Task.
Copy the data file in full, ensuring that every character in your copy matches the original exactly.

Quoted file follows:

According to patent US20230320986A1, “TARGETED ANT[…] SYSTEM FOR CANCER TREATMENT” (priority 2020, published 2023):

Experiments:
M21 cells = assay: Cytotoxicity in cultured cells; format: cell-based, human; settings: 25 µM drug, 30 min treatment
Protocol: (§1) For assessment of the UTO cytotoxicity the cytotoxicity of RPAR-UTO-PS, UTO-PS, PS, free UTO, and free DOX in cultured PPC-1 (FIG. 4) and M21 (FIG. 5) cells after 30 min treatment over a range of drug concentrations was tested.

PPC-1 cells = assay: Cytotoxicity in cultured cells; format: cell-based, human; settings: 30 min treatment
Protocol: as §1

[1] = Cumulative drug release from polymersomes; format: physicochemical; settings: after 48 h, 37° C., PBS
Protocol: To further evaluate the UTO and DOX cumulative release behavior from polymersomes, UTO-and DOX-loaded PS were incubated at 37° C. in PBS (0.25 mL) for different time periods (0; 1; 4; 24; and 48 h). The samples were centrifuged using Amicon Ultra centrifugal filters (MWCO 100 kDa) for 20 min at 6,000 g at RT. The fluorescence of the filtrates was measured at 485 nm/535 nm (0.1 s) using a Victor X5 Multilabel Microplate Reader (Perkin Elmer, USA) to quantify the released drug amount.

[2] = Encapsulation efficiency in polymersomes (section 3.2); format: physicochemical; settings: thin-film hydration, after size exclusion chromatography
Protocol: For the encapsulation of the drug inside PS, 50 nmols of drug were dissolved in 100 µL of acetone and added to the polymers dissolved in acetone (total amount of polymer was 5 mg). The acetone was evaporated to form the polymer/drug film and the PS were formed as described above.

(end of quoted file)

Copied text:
According to patent US20230320986A1, “TARGETED ANT[…] SYSTEM FOR CANCER TREATMENT” (priority 2020, published 2023):

Experiments:
M21 cells = assay: Cytotoxicity in cultured cells; format: cell-based, human; settings: 25 µM drug, 30 min treatment
Protocol: (§1) For assessment of the UTO cytotoxicity the cytotoxicity of RPAR-UTO-PS, UTO-PS, PS, free UTO, and free DOX in cultured PPC-1 (FIG. 4) and M21 (FIG. 5) cells after 30 min treatment over a range of drug concentrations was tested.

PPC-1 cells = assay: Cytotoxicity in cultured cells; format: cell-based, human; settings: 30 min treatment
Protocol: as §1

[1] = Cumulative drug release from polymersomes; format: physicochemical; settings: after 48 h, 37° C., PBS
Protocol: To further evaluate the UTO and DOX cumulative release behavior from polymersomes, UTO-and DOX-loaded PS were incubated at 37° C. in PBS (0.25 mL) for different time periods (0; 1; 4; 24; and 48 h). The samples were centrifuged using Amicon Ultra centrifugal filters (MWCO 100 kDa) for 20 min at 6,000 g at RT. The fluorescence of the filtrates was measured at 485 nm/535 nm (0.1 s) using a Victor X5 Multilabel Microplate Reader (Perkin Elmer, USA) to quantify the released drug amount.

[2] = Encapsulation efficiency in polymersomes (section 3.2); format: physicochemical; settings: thin-film hydration, after size exclusion chromatography
Protocol: For the encapsulation of the drug inside PS, 50 nmols of drug were dissolved in 100 µL of acetone and added to the polymers dissolved in acetone (total amount of polymer was 5 mg). The acetone was evaporated to form the polymer/drug film and the PS were formed as described above.